- Freeze for the long term. Chuck the bag in the freezer.
That wasn’t that bad, was it?
Now, you might have some follow-up questions. Let’s cover those.
Is Pre-freezing Necessary? Why Is It Not Needed for Store-Bought Shredded Cheese?
Pre-freezing isn’t necessary, but it ensures you can scoop as much shredded cheese as you need without any issues. So if you need to grab a few tablespoons and spread them evenly all over your dish, you don’t have to break apart the frozen shredded cheese lump first.
(Notice how I said “ensures” and not “allows”? Sometimes shredded cheese doesn’t freeze together, and you can scoop it even without pre-freezing.)
As to not recommending it for pre-shredded cheese, the reason is simple. Commercial pre-shredded cheese contains an anticaking agent (most likely cellulose) that prevents stickiness. This means the cheese won’t freeze together; hence no need for pre-freezing.
How Long Can Shredded Cheese Be Frozen?
Use frozen shredded cheese within 3 to 6 months for best quality, but don’t sweat it if it sits in the freezer for longer.
As usual, the longer the product is frozen, the worse its quality is, but you shouldn’t worry about it until it’s past the 6-month mark. And even if it’s already frozen for a year or so, it should still be quite alright.
(In most cases, you’re going to melt it anyway, so you probably won’t notice the quality drop at all.)
How to Defrost Shredded Cheese?
Here’s the good news: you don’t need to defrost shredded cheese at all in most cases. You can just scoop it from the bag or container and use it however you like. There is no need for defrosting because it will thaw and melt while the dish you use it in cooks.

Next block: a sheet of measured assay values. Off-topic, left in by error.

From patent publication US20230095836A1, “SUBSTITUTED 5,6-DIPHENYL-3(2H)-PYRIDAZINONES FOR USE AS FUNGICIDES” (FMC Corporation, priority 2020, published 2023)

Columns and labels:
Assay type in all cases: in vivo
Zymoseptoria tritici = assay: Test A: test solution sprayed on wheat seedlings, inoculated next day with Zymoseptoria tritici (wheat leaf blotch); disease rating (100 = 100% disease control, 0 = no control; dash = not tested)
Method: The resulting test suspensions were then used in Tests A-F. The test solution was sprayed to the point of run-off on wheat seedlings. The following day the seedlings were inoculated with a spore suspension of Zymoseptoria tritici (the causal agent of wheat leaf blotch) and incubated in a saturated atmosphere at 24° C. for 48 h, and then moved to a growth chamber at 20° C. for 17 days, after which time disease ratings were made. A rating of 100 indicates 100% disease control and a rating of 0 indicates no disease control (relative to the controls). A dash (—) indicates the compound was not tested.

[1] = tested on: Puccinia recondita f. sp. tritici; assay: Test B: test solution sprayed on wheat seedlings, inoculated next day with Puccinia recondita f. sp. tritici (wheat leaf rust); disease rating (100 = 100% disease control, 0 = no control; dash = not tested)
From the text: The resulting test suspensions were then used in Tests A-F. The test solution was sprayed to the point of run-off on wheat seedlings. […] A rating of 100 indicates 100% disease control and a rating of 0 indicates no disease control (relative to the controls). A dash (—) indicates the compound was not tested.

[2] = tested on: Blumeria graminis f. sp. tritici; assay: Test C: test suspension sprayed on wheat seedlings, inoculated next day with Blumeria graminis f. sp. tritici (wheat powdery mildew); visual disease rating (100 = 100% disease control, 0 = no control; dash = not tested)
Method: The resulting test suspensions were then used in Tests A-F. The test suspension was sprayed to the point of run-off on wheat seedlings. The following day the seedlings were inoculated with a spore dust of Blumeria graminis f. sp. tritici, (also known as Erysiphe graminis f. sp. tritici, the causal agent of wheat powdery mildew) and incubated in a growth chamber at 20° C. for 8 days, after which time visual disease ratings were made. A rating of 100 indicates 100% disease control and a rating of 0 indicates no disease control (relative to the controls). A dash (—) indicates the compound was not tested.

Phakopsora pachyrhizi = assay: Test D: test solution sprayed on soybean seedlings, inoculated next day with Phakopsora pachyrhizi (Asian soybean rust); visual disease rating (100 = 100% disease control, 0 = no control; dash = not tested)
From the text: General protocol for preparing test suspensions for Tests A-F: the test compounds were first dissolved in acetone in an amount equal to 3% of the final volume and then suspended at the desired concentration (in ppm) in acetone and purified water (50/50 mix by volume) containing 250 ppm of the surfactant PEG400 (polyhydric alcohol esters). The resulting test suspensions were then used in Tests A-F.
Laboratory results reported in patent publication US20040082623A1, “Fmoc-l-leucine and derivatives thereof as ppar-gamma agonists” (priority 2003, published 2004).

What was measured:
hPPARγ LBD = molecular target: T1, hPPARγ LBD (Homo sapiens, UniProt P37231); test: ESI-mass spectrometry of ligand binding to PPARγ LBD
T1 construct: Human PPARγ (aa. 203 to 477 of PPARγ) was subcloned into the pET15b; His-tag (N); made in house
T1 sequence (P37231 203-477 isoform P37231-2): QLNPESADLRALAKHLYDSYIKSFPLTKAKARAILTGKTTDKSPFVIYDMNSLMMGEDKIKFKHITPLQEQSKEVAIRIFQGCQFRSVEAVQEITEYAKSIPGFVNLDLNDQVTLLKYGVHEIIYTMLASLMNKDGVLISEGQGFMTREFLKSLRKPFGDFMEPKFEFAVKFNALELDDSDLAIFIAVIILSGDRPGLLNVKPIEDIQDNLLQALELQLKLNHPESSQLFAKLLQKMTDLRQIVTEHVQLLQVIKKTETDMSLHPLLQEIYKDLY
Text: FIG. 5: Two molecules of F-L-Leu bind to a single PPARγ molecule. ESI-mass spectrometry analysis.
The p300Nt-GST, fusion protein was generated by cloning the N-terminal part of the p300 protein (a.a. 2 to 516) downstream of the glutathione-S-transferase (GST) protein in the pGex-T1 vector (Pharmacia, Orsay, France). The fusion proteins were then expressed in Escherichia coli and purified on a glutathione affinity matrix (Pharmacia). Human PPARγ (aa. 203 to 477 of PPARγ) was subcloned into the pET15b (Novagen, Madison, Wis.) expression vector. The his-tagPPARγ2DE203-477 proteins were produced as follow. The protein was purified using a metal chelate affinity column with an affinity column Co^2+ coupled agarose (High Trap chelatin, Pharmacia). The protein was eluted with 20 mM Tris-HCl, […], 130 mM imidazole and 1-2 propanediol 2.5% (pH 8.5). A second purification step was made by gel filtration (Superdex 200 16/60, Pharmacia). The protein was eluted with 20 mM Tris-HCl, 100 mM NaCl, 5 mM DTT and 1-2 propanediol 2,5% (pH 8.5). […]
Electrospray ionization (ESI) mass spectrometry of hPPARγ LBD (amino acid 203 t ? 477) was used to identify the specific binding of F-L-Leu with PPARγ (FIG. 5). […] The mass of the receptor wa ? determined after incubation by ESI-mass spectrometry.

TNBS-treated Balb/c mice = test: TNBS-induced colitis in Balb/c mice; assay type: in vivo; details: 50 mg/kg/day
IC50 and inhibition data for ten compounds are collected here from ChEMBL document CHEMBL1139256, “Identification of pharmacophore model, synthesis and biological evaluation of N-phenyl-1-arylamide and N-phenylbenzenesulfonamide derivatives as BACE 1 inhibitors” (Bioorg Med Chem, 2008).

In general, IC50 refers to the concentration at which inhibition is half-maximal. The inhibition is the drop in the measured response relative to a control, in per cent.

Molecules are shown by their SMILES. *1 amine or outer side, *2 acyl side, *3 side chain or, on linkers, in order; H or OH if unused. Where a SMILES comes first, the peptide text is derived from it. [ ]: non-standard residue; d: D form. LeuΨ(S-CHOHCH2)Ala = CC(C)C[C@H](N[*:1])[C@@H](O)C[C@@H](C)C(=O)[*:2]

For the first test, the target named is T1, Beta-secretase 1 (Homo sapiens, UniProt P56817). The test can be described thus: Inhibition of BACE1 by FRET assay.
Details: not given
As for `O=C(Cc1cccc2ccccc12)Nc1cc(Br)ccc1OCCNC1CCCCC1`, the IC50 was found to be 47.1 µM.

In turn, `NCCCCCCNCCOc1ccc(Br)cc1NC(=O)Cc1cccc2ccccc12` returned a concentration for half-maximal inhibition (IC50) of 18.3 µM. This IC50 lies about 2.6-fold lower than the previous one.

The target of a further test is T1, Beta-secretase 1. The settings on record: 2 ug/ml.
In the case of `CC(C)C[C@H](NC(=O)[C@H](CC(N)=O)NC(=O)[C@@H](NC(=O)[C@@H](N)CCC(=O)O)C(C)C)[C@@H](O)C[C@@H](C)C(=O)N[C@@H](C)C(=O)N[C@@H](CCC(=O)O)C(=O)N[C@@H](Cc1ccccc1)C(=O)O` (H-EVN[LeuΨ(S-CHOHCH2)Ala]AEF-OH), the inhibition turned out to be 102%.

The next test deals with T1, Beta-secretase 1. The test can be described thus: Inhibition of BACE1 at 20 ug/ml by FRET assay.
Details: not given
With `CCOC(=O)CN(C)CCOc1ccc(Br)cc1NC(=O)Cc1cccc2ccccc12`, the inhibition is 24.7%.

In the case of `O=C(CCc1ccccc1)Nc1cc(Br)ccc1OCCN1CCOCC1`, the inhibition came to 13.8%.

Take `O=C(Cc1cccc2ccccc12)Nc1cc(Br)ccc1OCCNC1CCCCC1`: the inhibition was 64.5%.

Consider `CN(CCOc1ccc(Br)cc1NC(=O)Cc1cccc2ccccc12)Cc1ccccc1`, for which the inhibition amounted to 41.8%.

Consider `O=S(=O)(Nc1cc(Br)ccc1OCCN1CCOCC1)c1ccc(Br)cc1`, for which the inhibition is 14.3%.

And speaking of melting, add an extra minute or two to cooking time if you’re using a big pile of frozen cheese just so that everything is nicely melted.
If you actually need your frozen shredded cheese to melt, transfer a portion into an airtight container, and defrost overnight in the fridge.
While that will technically work, there’s a nasty side effect if you’re using homemade shredded cheese without an anticaking agent. Yes, you guessed it right: the cheese strips will thaw together, and you’ll end up with a single clump.
That clump is no good in most cases, and that’s why I recommend using shredded cheese frozen.
Now that we have covered thawing, it’s time to talk about using the cheese.
Using Frozen Shredded Cheese
You can use frozen shredded cheese the same way you use it when it’s still fresh. Some of the most popular options include:
- pizza toppings
- melting over food for extra taste (try adding some to your scrambled eggs!)
Of course, there are hundreds if not thousands of other dishes you can use shredded cheese in. If you melt the cheese, be it on the stove, in the microwave, or in the oven, the dish will taste great.
If you’re looking for some inspiration, you can start with a Google query such as “what to do with leftover shredded cheese.”